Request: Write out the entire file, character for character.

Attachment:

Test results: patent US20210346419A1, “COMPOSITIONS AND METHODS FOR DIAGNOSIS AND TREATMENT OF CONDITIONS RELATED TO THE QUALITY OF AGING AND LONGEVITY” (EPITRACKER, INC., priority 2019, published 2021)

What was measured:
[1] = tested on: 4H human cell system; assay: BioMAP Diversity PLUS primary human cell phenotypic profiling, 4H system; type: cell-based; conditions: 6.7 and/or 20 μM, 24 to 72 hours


Test results: patent US20210346419A1, “COMPOSITIONS AND METHODS FOR DIAGNOSIS AND TREATMENT OF CONDITIONS RELATED TO THE QUALITY OF AGING AND LONGEVITY” (EPITRACKER, INC., priority 2019, published 2021)

What was measured:
[1] = tested on: 4H human cell system; assay: BioMAP Diversity PLUS primary human cell phenotypic profiling, 4H system; type: cell-based; conditions: 6.7 and/or 20 μM, 24 to 72 hours